Hellman on the fate of Arizona’s matching fund law
Below Deborah Hellman (whose work we recently featured in an online symposium) offers her thoughts on the Supreme Court’s reinstatement of the injunction against Arizona’s matching fund law:
On Tuesday, the Supreme Court reinstated the injunction against the application of Arizona’s matching fund law. The law at issue in McComish v. Bennett provides matching funds for candidates accepting public funding whose opponents spend or benefit from independent expenditures which together exceed the initial grant of public funds. The District Court initially issued an injunction. The 9th Circuit vacated the injunction and the Supreme Court has now reinstated it. As the concurring opinion of Judge Kleinfeld of the 9th Circuit points out, the law at issue contains no spending or contribution limits. Why then is the First Amendment even implicated?
Speaking in response to a persuasive argument by an opponent is not a restriction on speech. The “remedy to be applied is more speech.” (Whitney v. California, Brandeis, J. concurring) While the Court has held that restrictions on contributions or spending are restrictions on speech and in that way equated money with speech, these decisions do not lead to the conclusion that public funding of candidates raises First Amendment problems. Rather, the Court has repeatedly approved of public funding as in line with the First Amendment. Even if money facilitates speech, clearly spending can be met with more spending without raising any First Amendment problems. Especially, as Judge Kleinfeld points out, “when the same subsidy is available to the challenger if the challenger accepts the same terms as his opponent.”
The plaintiffs argue that the fact that their opponents will qualify for matching funds if the plaintiffs spend more than a specified amount leads them sometimes to censor themselves. The 9th Circuit majority rejects this claim because it finds insufficient evidence to support it. But even this concedes too much. The fact that government action may cause me to censor myself doesn’t by itself establish that the government action restricts speech. It matters how the government action leads to self-censorship. When Congress enacted civil rights laws, it changed norms of behavior such that racist statements were no longer socially acceptable. In doing so, Congress may have caused some politicians to self-censor their racist remarks. Yet clearly the enactment of civil rights laws does not abridge the freedom of speech of those who self-censor in response. In order to raise a potential First Amendment issue, the state must act by restricting or punishing some speech or conduct. When the government speaks, as when it passes civil rights laws, any chilling of speech this causes raises no First Amendment problem. Similarly, if the government offers money to candidates whose opponents spend a lot of money, the fact that this may chill some spending and thereby some speech is, quite simply, irrelevant.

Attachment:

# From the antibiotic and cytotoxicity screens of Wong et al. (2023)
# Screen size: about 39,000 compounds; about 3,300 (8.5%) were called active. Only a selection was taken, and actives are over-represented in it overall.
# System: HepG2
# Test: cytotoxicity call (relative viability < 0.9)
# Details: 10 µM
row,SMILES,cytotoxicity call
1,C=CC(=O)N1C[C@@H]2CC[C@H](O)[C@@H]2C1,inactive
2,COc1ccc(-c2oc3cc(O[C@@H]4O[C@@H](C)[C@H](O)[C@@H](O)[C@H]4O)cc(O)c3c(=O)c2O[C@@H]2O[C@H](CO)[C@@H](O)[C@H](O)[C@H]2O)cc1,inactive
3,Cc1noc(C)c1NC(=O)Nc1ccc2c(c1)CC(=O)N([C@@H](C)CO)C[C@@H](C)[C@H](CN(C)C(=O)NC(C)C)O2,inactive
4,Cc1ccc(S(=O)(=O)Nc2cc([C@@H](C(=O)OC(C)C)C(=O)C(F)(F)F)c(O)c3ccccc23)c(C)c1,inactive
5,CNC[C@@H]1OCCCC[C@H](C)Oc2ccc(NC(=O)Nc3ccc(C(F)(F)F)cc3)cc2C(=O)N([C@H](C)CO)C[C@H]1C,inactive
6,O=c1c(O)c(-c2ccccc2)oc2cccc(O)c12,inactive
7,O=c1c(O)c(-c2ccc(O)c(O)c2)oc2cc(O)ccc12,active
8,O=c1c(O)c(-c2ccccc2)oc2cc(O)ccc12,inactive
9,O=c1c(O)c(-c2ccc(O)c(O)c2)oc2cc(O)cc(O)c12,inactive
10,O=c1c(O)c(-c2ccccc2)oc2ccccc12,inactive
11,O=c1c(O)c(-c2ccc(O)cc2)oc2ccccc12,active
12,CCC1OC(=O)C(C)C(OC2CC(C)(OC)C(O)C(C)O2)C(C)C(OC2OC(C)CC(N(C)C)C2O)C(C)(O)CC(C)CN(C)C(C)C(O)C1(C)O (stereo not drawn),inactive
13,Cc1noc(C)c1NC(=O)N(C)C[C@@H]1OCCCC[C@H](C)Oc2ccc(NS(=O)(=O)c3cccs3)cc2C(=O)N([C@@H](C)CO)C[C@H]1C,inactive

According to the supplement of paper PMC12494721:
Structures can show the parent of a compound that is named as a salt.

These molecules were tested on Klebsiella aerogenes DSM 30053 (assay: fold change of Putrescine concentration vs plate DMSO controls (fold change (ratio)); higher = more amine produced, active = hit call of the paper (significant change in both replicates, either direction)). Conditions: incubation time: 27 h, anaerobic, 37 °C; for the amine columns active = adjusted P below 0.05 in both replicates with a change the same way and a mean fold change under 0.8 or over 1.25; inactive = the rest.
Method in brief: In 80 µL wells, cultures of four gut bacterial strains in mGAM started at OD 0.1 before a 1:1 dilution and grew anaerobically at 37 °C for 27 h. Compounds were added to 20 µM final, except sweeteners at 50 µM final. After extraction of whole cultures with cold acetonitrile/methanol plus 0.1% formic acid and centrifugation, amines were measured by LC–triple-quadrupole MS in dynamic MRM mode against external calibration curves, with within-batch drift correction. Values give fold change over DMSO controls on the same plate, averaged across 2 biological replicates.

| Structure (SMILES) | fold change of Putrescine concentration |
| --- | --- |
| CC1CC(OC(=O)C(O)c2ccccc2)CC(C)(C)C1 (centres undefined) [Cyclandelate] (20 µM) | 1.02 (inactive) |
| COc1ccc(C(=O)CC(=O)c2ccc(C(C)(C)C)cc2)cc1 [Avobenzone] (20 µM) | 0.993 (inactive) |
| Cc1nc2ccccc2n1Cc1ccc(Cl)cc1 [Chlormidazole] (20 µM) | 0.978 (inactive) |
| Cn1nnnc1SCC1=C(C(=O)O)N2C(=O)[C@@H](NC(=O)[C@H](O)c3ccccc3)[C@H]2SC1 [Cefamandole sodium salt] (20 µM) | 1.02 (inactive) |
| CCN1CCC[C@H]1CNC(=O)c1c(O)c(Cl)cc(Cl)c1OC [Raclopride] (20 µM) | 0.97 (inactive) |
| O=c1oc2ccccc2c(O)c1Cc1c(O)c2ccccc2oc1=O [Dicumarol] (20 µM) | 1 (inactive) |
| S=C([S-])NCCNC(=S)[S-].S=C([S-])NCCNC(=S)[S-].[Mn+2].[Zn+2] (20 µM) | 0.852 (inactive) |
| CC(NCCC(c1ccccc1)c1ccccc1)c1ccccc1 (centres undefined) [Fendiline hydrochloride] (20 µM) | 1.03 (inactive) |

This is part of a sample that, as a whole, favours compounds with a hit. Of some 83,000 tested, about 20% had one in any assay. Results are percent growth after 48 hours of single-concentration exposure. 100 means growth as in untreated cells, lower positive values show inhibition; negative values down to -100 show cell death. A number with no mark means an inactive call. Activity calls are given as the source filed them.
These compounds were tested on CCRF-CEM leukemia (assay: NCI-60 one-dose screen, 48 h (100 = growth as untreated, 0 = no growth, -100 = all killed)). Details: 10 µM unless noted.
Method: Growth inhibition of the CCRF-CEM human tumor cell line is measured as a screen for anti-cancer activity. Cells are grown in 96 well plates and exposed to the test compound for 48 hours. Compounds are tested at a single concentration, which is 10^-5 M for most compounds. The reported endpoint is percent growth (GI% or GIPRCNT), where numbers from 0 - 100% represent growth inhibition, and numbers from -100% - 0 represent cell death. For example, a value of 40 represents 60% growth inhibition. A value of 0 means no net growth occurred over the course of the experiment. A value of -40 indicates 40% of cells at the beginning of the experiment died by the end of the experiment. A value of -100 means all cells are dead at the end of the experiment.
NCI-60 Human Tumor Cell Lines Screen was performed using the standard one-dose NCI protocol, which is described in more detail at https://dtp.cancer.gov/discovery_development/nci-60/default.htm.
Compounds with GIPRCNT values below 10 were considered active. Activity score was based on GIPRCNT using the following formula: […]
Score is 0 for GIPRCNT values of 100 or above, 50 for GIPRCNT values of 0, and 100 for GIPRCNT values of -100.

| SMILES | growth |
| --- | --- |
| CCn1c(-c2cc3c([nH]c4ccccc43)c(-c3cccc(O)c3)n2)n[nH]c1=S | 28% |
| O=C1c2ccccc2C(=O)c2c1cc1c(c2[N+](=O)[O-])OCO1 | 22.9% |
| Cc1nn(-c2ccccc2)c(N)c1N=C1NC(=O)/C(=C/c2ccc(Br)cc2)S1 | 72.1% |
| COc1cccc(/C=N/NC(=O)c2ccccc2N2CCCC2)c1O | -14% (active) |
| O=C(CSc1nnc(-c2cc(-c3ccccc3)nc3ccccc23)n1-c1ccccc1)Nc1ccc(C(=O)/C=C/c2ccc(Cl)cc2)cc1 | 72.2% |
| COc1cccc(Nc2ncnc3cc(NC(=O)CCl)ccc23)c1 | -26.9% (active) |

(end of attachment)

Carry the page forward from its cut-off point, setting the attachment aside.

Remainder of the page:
But what about Davis v. FEC, the 2008 case in which the Supreme Court invalidated the so-called “Millionaires’ Amendment” of the Bipartisan Campaign Reform Act (“BCRA”)? The portion of the law at issue in that case is different in two important ways, both emphasized by the majority and concurrence in the 9th Circuit opinion in McComish. First and most significantly, the “Millionaires’ Amendment” dealt specifically with contribution limits. It raised the contribution limits for contributors to opponents of self-funded candidates spending more than a trigger amount. As the Supreme Court has held repeatedly that contribution limits, though justified, are restrictions on speech, BCRA implicates the First Amendment. The Arizona law does not affect contribution limits and thus raises no First Amendment issue. Second, Davis found that raising contribution limits for opponents of self-funders did not further the goal of avoiding corruption as higher contribution limits raise more, not less, danger of corruption. The Arizona law, by contrast, provides additional public funding for opponents of high spending candidates. As the Court has recognized, public funding is good in part because it diminishes both the risk of corruption and the appearance of corruption. This makes the cases importantly different at well.
The fact that the Court has stopped Arizona from using matching funds suggests that the Court does not share this analysis. Let’s hope this prediction proves mistaken.